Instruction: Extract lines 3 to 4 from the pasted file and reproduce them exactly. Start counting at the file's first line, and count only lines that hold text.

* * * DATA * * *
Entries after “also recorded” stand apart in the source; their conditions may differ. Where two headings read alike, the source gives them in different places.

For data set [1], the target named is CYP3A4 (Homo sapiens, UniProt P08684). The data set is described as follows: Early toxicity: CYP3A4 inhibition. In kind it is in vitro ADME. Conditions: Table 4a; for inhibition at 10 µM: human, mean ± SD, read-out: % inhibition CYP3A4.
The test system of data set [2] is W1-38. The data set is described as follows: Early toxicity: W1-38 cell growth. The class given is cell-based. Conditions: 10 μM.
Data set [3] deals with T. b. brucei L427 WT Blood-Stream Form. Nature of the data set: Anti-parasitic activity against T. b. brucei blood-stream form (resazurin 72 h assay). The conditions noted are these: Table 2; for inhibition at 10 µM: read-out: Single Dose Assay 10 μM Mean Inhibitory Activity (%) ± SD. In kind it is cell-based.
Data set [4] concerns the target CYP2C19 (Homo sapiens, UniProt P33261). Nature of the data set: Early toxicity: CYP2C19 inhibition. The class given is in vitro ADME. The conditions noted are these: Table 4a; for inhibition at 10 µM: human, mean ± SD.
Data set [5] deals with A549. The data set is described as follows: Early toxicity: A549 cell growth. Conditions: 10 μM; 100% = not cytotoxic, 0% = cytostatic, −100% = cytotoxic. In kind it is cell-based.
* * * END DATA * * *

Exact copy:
The test system of data set [2] is W1-38. The data set is described as follows: Early toxicity: W1-38 cell growth. The class given is cell-based. Conditions: 10 μM.
Data set [3] deals with T. b. brucei L427 WT Blood-Stream Form. Nature of the data set: Anti-parasitic activity against T. b. brucei blood-stream form (resazurin 72 h assay). The conditions noted are these: Table 2; for inhibition at 10 µM: read-out: Single Dose Assay 10 μM Mean Inhibitory Activity (%) ± SD. In kind it is cell-based.